FOR IMMEDIATE RELEASEContact: Frank D. LoMonte, executive director703.807.1904 / firstname.lastname@example.org
In a joint letter released Monday, the Student Press LawCenter and dozens of the nation’s leading free-expression organizationsexpressed alarm over the forced removal of ethnic-history books from theTucson, Ariz., schools.
“Students deserve an education that provides exposure to awide range of topics and perspectives, including those that are controversial,”said the statement, signed by the SPLC and 27 other organizations, includinggroups representing educators, authors and publishers.
The statement follows a mid-January roundup of banned booksordered by the Tucson Unified School District in response to a state edict.Such widely read and well-regarded titles as Bless Me, Ultima by Rudolfo Anaya and Rethinking Columbus, edited by Bill Bigelow and Bob Peterson, wereremoved from classrooms and boxed up.
A 2011 Arizona law, HB 2281, prohibits public schools fromoffering classes that “promote the overthrow of the United States government,promote resentment toward a race or class of people, are designed primarily forpupils of a particular ethnic group or advocate ethnic solidarity instead ofthe treatment of pupils as individuals.”
John Huppenthal, Arizona’s state superintendent of publicinstruction, declared in June that Tucson’s course of study in Mexican-Americanhistory violated HB 2281 and threatened to impose financial penalties. InDecember, a state administrative law judge agreed with Huppenthal. The statuteis being challenged as unconstitutional in federal court, but on Jan. 10, a U.S.district judge refused to enter an order blocking enforcement of HB 2281.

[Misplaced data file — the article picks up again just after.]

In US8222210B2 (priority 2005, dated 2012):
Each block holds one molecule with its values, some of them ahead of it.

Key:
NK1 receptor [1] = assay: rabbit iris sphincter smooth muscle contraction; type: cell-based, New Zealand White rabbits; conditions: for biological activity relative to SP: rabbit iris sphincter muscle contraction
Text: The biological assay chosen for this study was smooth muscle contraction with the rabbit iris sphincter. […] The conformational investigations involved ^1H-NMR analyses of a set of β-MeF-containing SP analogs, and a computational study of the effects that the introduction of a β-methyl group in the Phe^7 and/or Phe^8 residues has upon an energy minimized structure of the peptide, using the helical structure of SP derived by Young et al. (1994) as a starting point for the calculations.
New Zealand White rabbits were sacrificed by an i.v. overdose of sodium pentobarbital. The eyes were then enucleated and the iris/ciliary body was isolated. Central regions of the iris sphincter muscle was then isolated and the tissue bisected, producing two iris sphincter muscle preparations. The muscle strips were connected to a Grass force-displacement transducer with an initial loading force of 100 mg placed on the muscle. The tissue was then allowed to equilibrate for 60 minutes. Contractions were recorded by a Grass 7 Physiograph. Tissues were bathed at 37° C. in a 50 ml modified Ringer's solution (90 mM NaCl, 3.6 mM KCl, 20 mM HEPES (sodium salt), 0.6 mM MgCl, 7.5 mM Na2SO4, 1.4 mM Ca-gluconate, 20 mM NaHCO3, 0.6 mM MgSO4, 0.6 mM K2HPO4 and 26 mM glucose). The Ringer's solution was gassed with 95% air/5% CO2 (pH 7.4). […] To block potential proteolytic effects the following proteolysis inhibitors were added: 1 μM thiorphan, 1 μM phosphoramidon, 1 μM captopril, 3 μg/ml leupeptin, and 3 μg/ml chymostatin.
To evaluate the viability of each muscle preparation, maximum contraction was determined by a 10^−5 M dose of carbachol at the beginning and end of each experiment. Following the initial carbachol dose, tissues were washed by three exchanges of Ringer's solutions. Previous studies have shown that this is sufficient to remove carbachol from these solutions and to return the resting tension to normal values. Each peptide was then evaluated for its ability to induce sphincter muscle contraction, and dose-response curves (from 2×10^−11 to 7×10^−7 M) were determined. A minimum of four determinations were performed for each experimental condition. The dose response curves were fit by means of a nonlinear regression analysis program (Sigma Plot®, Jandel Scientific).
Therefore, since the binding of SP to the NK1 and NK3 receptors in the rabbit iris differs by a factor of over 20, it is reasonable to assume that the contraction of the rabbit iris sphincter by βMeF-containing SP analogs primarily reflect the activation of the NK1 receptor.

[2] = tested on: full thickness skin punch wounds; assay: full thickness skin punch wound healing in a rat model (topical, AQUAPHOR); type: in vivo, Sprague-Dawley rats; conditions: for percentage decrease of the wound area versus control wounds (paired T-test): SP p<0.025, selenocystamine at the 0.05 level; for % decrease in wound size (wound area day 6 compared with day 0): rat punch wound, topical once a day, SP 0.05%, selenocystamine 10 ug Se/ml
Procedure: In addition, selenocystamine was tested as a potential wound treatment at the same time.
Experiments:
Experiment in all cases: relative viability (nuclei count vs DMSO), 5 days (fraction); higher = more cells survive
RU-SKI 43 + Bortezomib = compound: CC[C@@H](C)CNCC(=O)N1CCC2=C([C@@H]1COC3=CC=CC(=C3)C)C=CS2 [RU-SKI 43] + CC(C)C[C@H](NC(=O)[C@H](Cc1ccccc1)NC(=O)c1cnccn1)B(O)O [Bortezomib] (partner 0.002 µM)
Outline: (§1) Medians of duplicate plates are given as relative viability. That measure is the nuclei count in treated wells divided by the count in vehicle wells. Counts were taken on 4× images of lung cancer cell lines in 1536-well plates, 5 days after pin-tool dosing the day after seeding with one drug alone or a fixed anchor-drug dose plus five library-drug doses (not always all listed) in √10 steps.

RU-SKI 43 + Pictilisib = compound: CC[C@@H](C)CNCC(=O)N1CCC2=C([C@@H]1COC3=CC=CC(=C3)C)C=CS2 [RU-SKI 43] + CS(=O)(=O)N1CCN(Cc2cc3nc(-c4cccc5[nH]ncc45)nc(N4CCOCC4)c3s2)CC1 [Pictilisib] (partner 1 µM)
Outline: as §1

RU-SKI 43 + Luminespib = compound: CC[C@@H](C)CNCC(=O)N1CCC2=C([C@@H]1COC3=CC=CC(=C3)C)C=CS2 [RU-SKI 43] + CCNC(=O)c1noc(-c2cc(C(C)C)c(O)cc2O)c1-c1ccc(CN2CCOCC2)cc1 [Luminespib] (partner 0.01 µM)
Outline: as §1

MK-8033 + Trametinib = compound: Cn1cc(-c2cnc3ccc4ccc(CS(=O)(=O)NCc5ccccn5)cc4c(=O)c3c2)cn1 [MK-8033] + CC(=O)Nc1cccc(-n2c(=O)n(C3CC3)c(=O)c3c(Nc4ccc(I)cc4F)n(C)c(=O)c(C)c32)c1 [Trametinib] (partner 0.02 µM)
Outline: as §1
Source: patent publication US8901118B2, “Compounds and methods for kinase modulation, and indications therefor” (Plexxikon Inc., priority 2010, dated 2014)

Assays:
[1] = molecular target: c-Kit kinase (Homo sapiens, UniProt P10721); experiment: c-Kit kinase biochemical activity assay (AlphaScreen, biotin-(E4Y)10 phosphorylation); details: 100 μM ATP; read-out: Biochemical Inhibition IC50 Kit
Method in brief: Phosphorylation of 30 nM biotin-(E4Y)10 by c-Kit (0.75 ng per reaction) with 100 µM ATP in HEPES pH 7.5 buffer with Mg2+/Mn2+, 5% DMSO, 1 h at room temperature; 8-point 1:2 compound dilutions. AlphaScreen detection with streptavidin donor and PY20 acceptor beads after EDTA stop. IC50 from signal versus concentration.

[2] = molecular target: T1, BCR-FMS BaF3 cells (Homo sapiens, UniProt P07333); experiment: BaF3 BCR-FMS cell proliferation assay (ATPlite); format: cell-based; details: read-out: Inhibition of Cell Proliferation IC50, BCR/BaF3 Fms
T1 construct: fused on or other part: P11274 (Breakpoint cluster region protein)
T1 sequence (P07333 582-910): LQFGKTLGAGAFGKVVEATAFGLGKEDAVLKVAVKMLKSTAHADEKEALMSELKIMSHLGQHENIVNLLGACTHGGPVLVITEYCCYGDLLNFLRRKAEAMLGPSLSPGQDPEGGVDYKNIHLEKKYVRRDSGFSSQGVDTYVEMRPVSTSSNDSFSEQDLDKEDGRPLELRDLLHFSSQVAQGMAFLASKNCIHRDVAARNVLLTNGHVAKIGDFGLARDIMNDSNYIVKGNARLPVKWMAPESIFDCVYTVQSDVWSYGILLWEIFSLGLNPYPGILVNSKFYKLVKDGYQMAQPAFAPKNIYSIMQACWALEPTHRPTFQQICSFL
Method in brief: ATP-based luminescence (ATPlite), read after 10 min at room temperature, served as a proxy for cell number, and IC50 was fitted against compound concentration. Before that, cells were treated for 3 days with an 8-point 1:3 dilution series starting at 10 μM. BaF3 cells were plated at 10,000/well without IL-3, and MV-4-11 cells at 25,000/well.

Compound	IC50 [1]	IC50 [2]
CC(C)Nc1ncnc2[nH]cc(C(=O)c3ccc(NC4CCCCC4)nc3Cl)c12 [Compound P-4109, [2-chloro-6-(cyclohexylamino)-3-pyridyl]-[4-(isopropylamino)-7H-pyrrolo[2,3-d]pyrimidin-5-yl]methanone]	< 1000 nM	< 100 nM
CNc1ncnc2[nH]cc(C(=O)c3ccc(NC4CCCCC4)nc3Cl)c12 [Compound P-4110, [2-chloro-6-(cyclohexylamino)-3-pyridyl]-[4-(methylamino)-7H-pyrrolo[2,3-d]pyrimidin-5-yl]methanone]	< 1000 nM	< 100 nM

Earlier this month, in response to Huppenthal’s threat, theTucson Unified School District board voted to scrap Mexican-American studies,and school officials seized dozens of titles that were declared to be taboounder HB 2281.
“The Supreme Court has told us repeatedly, as recently aslast term, that young people have a constitutional right to receive informationthat cannot lightly be overridden by the government,” said attorney Frank D.LoMonte, executive director of the Student Press Law Center. “Banning books isa radical step, and ‘protecting’ students from controversial ideas is never alegally or educationally sound justification for such drastic action.”
The executive director of the National Coalition AgainstCensorship, Joan Bertin, called the removal of the books “censorship at itsmost brazen.” Chris Finan, president of American Booksellers Foundation forFree Expression, said, “Regardless of the outcome of legal proceedings, this isharming students, whose education should be the primary concern of electedofficials. Instead they are puttingpolitics and ideology ahead of the well-being of young people.”
The entire letter is viewable here.
Since 1974, the Student Press Law Center has been devoted toeducating high school and college journalists about the rights andresponsibilities embodied in the First Amendment, and supporting the studentnews media in covering important issues free from censorship. The Center provides free information andeducational materials for student journalists and their teachers on a widevariety of legal topics on its website at www.splc.org.